June 17, 2009

Sowing Seeds of Doubt, A sermon on Mark 4:26-32

Once long ago, a carpenter was born into a tribe of farmers, merchants, and shepherds. As the carpenter grew into a boy then a man, people in his area began to get suspicious of him. See, these people had long ago settled into the land and they survived by studying, listening to, and living off the soil, trees, and grass.

But this young carpenter came with a new vision for life, a vision of casting out and sailing the deep blue sea.

Everywhere this carpenter went crowds gathered around him. He often spoke in healing ways and told strange stories about life on the water. Crowds would disperse after hearing the carpenter speak with newfound hope and sense of life because of his beautiful visions and stories about the sea.

The carpenter continued his life going from village to village proclaiming life on the salty sea. He even began to draw up blueprints and make notes about his vision for sailing, a vision for a completely new way of life.

Along with a few faithful followers this carpenter began to build a ship on the sands of the sea. But like Moses who didn’t get to cross into the promised land, the carpenter died before ever setting sail. So his followers continued the good work and finished the boat and eventually cast out to sea.

Time passes and soon people are born on the ship who never knew the carpenter. It seems that life on the sea is as beautiful and wondrous as the carpenter ever spoke of, yet everyone still desires the land. Running deep within their veins is the soil of their ancestry, while the salt of the sea continues to burn their lungs.

Time passes and new generations come along and fortify the ship for fear of the sea. All windows are boarded up and no one is allowed on deck. The dream and vision of life on the sea is soon replaced with life in the ship. Most everyone’s effort was put forth in maintaining the vessel. Of course, once every week everyone on board would gather to read and talk about the carpenter and his notes, some even sang songs in praise of the carpenter.

Others dedicated themselves to the study of the carpenter and tried to figure out exactly what he really said, and what earlier generations might have added to his notes. Others found this study frivolous and decided to make the ship hospitable by using all their energy to adorn the vessel.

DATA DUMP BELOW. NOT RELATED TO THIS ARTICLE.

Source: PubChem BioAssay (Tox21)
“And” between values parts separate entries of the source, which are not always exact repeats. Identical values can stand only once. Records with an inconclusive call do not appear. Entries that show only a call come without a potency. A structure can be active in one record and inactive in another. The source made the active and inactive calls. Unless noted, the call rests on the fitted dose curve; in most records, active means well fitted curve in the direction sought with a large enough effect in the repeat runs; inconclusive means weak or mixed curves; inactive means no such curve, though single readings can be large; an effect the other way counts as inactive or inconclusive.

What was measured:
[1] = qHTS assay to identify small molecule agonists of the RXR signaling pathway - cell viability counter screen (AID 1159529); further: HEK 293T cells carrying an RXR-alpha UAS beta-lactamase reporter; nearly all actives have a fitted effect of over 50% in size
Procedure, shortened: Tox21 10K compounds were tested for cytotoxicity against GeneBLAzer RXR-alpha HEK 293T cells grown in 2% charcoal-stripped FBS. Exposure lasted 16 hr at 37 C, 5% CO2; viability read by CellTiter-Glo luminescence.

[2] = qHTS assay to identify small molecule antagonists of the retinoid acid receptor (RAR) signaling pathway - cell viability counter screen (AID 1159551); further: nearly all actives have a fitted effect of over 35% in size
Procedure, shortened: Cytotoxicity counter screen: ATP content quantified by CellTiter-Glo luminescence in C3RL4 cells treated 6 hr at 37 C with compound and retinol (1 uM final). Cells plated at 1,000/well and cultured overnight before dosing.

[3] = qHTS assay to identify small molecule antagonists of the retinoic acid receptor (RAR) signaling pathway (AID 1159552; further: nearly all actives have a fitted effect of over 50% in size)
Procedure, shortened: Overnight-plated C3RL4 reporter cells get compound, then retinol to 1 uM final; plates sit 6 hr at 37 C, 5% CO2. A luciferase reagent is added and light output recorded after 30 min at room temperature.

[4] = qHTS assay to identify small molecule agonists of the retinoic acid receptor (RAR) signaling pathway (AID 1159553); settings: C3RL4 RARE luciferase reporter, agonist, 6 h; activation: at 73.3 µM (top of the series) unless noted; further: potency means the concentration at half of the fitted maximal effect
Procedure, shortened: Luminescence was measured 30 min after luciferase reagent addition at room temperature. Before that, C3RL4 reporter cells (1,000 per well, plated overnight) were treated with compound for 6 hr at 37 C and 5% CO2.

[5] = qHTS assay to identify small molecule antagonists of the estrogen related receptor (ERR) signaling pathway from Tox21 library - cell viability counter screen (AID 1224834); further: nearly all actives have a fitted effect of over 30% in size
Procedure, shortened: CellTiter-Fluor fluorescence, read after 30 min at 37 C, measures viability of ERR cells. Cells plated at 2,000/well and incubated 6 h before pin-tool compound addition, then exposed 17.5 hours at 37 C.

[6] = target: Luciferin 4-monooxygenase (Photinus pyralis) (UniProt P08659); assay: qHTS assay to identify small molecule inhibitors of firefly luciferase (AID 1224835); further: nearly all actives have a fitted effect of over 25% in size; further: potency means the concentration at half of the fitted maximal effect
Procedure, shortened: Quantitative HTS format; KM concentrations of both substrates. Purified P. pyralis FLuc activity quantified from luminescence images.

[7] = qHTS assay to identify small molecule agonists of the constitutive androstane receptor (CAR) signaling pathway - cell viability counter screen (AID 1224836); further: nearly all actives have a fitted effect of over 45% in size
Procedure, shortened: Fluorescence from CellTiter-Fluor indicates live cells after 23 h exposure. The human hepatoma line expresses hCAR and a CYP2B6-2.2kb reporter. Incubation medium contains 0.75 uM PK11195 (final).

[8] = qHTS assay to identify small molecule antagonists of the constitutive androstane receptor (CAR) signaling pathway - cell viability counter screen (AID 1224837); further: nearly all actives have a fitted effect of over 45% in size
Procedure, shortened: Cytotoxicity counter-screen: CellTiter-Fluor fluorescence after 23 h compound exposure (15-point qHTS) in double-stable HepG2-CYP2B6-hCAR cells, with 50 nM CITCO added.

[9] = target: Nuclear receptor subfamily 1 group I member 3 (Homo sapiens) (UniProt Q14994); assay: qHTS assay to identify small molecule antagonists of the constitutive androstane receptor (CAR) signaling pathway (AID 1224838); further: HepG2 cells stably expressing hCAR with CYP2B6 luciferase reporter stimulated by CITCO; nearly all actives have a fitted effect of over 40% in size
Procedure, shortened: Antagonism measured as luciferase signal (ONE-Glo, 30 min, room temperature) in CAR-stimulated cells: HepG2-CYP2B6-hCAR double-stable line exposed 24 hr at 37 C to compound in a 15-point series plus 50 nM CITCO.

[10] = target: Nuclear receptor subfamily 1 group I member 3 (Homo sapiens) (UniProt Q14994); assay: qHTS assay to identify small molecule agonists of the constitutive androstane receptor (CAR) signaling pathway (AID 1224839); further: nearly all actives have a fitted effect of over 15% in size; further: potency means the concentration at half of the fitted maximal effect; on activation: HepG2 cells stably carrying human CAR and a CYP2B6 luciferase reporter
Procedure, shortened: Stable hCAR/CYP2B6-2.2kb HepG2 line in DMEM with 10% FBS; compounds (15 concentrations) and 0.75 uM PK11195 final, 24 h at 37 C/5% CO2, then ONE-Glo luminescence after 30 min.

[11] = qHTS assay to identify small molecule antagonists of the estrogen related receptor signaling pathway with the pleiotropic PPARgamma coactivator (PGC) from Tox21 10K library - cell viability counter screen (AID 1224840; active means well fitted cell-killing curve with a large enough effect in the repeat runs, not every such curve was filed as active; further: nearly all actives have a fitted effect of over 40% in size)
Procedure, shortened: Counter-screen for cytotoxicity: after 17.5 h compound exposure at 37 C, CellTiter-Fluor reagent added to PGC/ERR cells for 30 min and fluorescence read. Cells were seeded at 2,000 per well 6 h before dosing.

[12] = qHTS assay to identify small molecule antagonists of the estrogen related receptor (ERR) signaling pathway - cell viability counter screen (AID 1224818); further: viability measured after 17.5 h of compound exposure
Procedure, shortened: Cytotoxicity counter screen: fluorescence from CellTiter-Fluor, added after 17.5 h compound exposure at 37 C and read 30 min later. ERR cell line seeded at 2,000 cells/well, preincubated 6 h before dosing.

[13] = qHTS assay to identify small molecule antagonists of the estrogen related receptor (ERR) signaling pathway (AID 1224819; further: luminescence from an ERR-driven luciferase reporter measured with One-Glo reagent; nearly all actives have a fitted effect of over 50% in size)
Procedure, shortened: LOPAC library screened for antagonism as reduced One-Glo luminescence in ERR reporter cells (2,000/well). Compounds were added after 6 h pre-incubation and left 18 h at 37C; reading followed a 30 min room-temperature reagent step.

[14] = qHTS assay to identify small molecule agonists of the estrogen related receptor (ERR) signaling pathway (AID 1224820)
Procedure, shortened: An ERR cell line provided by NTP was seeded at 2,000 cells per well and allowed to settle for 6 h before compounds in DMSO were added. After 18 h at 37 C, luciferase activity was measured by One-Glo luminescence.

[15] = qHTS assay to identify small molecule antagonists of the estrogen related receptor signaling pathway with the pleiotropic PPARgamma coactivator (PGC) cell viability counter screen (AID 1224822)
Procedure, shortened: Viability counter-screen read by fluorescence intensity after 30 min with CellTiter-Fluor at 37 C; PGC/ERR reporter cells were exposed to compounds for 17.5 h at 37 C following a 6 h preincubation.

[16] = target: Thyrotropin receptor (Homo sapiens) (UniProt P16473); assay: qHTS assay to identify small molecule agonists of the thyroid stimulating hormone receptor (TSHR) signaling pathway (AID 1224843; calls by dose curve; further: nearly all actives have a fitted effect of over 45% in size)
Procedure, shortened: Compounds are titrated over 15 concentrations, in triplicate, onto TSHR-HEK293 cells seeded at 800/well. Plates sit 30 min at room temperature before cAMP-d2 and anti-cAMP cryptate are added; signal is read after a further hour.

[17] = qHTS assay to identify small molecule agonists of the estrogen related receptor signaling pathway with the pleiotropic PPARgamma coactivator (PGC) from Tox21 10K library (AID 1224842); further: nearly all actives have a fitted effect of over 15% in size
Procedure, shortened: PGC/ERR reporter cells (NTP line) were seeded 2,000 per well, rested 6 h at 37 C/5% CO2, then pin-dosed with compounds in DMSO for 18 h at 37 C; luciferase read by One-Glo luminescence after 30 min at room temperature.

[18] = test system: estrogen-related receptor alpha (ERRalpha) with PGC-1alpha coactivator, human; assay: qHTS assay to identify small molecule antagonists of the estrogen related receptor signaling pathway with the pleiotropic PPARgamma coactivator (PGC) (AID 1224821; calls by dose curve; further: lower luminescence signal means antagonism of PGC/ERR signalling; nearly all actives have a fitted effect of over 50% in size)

Times passes and people continue to desire the land while still revisiting the need to be on the sea at least according to the readings from the carpenter’s work. The ship is maintained and people bicker and argue about what the carpenter really meant and said. Vision for life on the sea is all but lost.

Then one day some children were playing in the hull of the ship and a mother noticed the wood beginning to crack. By this time the ship had seen hundreds and hundreds of years of service. Everyone’s minds were filled with images of the children being violently swept out to sea. Fear filled the air of the hull with the anticipation that drowning water would soon follow.

And before anyone could get to the children one child broke through the wood. But something surprising happened. Instead of a great splash of water bursting into the ship, a great cloud of dust puffed through the hole.

To their bewilderment, the sea had long ago dried up and the ship laid not in the midst of water, but rather in the midst of land and the civilization they had originally deserted all those years ago. And it wasn’t until they began to go forth from the vessel that the teachings of the carpenter began to make sense.

This story of course, is my own parable, if you will. As we saw from the reading this morning, this was Jesus preferred way of teaching, in stories or parables. Not that I pretend to have special insider knowledge or even that a parable simply has one single, once for all time meaning, but with the gap between Jesus’s time and now, I wonder if we lose some of what Jesus meant with these simple, yet complex stories.


Many of the commentaries and a few sermons I read on this text always pointed to one theme: faith. They say, Jesus was teaching about the power of a little, mustard seed-like faith or the power of God's word to plant itself mysteriously in faith. But I wonder if these parables are less about the need for faith, and more about the need for doubt.

Is Jesus sowing seeds of doubt?

Under roman occupation and a history of oppression, the Jews of the 1st century long awaited the appearance of the Messiah. This day was the eschatological day of the Lord, the day when God would come with a sword and bring vengeance to Israel’s enemies and restore the Davidic kingdom.